DENVER — A bus without a driver. That's now a reality for travelers in Denver with the launch Tuesday of the state's first on-road deployment of an autonomous vehicle (AV) shuttle.
The EasyMile AV is 100 percent electric and will operate for the next four to six months on a four-stop route that brings travelers from the Regional Transportation District's (RTD) 61st & Peña commuter rail station to the Panasonic and EasyMile offices and to the 61st & Peña Park-n-Ride lot.
“We’re excited to see how driverless technology will work in Denver and to embrace new, innovative and better mobility options to move more people and improve travel for residents and visitors alike,” said Denver Mayor Michael Hancock.
The shuttle's route, 61AV, will be free for riders. It will run Monday-Friday, 10 a.m. to 6 p.m. and make a complete loop every 15 minutes.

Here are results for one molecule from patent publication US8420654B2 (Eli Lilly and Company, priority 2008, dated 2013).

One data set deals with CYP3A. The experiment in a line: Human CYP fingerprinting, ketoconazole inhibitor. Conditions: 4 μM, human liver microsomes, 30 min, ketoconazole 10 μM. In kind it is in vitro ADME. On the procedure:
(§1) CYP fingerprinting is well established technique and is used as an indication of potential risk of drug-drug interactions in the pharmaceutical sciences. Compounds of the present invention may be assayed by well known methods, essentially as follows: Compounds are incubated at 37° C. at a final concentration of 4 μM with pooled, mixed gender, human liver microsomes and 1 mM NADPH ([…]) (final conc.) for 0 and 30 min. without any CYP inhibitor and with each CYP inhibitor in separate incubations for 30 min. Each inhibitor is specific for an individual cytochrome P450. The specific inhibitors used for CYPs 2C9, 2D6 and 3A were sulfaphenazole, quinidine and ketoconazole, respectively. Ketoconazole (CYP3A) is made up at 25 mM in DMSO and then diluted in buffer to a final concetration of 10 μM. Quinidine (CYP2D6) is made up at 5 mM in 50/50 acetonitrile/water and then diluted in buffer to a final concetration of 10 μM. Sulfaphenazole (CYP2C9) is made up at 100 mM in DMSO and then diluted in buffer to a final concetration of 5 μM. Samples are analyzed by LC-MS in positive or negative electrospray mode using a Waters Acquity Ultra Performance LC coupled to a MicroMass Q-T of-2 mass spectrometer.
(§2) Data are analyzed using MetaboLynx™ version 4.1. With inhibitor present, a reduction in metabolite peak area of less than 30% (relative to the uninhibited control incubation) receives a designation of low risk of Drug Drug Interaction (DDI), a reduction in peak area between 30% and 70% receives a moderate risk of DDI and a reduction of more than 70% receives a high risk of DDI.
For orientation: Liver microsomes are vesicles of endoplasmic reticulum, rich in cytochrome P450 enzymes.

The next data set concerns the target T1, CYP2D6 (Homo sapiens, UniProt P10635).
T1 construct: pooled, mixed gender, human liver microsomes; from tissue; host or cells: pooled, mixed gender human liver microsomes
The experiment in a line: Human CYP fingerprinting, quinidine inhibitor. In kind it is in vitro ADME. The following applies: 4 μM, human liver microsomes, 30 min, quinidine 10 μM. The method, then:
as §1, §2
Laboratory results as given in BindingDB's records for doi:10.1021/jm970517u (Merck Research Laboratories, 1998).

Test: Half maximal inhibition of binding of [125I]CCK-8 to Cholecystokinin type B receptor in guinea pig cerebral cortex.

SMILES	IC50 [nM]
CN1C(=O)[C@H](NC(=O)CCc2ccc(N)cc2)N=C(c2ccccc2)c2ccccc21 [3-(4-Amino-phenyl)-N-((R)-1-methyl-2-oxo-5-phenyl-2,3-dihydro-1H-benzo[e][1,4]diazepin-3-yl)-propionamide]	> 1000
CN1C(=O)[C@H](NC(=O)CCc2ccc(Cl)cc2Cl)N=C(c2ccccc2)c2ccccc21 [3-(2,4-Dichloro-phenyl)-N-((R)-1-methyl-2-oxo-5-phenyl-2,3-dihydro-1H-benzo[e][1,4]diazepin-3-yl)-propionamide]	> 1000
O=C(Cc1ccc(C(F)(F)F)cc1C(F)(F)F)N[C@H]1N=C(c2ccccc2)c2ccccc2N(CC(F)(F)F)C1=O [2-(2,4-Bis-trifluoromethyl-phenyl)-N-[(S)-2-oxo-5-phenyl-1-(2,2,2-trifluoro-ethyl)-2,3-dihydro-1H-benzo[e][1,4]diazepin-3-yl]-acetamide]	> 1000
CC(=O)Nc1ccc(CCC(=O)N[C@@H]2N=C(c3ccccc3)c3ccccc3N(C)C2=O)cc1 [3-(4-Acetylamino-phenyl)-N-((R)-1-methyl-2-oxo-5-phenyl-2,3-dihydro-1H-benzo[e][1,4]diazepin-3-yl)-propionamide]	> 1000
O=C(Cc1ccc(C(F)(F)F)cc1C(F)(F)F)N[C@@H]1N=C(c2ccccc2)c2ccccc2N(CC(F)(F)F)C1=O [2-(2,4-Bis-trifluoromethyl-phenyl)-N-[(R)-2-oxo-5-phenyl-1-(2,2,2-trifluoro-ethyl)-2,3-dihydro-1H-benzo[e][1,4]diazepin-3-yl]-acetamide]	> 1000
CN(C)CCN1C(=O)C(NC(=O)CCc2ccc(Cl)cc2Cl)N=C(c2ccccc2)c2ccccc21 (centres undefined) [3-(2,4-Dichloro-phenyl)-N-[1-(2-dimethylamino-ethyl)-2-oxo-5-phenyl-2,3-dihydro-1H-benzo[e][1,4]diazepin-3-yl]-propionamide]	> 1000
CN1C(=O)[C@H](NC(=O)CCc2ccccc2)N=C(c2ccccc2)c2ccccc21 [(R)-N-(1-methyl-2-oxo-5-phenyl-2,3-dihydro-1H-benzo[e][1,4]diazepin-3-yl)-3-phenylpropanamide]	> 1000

RTD said in a release its main goal is to assess the viability of autonomous services in providing first and last mile connections to and from transit.
"The 61AV [route] allows us to interface directly with an autonomous vehicle demonstration and assess how this technology can be applied in a transit setting to meet the future mobility needs of the people and communities we serve," said Dave Genova, RTD's president and general manager.
An ambassador will also be on-board the shuttle to answer questions and "ensure safety," RTD said.
Transdev, a France-based private sector operator of North American transit, will operate the shuttle.
The EasyMile shuttle will be programmed to make designated stops along predetermined routes (see map). It runs an average speed of 12-15 miles per hour and can carry up to 12 passengers.
The National Highway Traffic Safety Administration and the newly-formed Colorado Autonomous Vehicle Task Force for six months of operations approved the project. Data collected on usage and operability will be shared between project partners to improve future deployments and bring autonomous services into wider usage.
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